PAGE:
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Hardcover Dream Keeper: A Novel of Myth and Destiny in the Pacific Northwest Book

ISBN: 157061167X

ISBN13: 9781570611674

Dream Keeper: A Novel of Myth and Destiny in the Pacific Northwest

This description may be from another edition of this product. Set in both the past and the present, Dream Keeper invokes the spirits of the First Peoples, weaving the legacy of the pioneers and the trials of love and family into a wildly imaginative and...


Format: Hardcover

Condition: Good*

*Best Available: (ex-library)

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Customer Reviews

5 ratings

Dream Keeper is a beautiful read!

Dream Keeper is a mythic tale drawn from a blend of Northwestern Native American influences and western European and Canadian traditions. Predominant in the mix is the rich Kwakiutl Native American traditions, from which come the three Sisters of Destiny, Hanging Hair, the Thunderbird, Sedna, the Orca Whale, and Adee the Silver White-haired. One of the Sisters helps create an aberrant immortal soul by "breathing life into him." This compounds a dilemma for the Sisters, for Jason Ondine,(originally a white boy accompanying his explorer father in the 1800's to the Northwest Territory) the immortal, may grow to become something greater than even they and terrible chaos may come to the world as a result. After much haranguing,mirrored as storms in the natural world, the Sisters decide to allow Jason a great role of bearer of tradition, justice, and retribution by escape into the sea. It is unclear just how certain it is that Jason's immortality, which can be sacrificed only for his unborn son, will somehow address the imbalance of justice, reflected in the culture clash between the Kwakiutl and other Native Americans and the white settler horde. But what is beautifully established in a complex system of alternating time shifted double narrative is the idea that in the sea, for 200 years as a lordly immortal sea lion is the only safe preserve for the rich ancient stream of Kwakiutl and other Native American traditions, customs, and prehistory. There are many lyrical passages in Dream Keeper, and much of the narrative has the drifting clarity of dreamvision. One of the best passages is when Jason goes to the museum to find the bones of Dzarilaw, his Kwakiutl foster father, to rebury them in their rightful resting place. He finds the marker for Dzarilaw's grave. Jason approached the wooden statue full of awe and trepidation. He seemed almost afraid of it, and curiously drawn by some tenacious grip reaching into his soul and dragging him closer. Lizzie watched him moving forward and thought he was moving like a boy. Tentative and uncertain, both cocky and confused. He circled the pedestal, sometimes looking at the carving, sometimes looking away. Jason circled twice. He felt his heart racing and he was as disturbed and lonely as he had ever been in those days in the village. He felt the spirit of Dzarilaw trying to comfort him. It frightened him. Girding all his considerable courage - and it felt to him like this was his defining moment, that it was the bravest thing he had ever done - he walked up to the big wooden grave marker and put both his hands on it. Near the heart. "My son," Dzarilaw said, "at last you have come for me." Jason was stunned. "You make an old man's heart soar," he continued. Jason's mind raced to keep up with itself and could not. He looked around to see if anyone else had heard Dzarilaw speak. No one had and he was relieved. He caught his breath. He felt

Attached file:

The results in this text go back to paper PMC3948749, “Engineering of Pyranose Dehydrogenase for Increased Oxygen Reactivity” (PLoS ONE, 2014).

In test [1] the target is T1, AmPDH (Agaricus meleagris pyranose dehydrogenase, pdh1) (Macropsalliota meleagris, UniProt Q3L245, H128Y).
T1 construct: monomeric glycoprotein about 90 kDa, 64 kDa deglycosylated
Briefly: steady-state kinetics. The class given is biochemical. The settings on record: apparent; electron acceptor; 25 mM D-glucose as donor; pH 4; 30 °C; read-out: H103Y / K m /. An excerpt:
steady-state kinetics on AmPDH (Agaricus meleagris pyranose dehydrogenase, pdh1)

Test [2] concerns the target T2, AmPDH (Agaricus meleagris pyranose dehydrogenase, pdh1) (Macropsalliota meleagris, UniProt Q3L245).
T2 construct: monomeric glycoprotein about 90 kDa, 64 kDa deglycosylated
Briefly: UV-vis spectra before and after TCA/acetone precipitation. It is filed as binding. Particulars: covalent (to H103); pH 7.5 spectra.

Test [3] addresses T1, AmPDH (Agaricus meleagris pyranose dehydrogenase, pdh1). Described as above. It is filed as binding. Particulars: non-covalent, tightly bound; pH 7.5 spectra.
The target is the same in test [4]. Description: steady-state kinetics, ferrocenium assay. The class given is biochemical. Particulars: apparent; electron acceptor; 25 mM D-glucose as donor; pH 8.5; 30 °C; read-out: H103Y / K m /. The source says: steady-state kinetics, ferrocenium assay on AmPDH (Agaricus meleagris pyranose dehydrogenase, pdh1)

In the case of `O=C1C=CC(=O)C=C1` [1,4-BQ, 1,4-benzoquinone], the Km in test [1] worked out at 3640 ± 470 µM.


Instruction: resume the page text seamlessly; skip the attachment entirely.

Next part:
Myth and Destiny Intertwined with Great Storytelling

This book was a great read. It starts with myths of the native peoples of the Pacific Northwest, and continues onto well-plotted adventure story. The destiny of Jason Ondine, the hero of the story, seems both beautiful and tragic. Ruvinsky's language is carefully thought out and evokes setting and characterization. The fast pace of the book made me want to keep reading to find out what was going to happen.

Who knew it could be done?

I read this in two sittings and couldn't wait to get back to it whenever I had to deal with something tearing me away (like eating). Somehow Ruvinsky has managed to weave together a mythological parable with a contemporary story of love and suspense. It's so hard to recommend books to friends, given everyone's idiosyncrasies, but I can't imagine anyone who wouldn't like this.

This is a great book.

I really enjoyed reading it. I would recommend it to anyone

Dream Keeper

A wonderfully imaginative novel incorporating an acute insight into the value of myth and mystery in our historical and cultural lives. Ruvinsky has well trained story telling skills from his life as a screenwriter, and for those so inclined, a sweet sense of the romantic. Who knows where this stuff comes from, but it is very unique and swell read.
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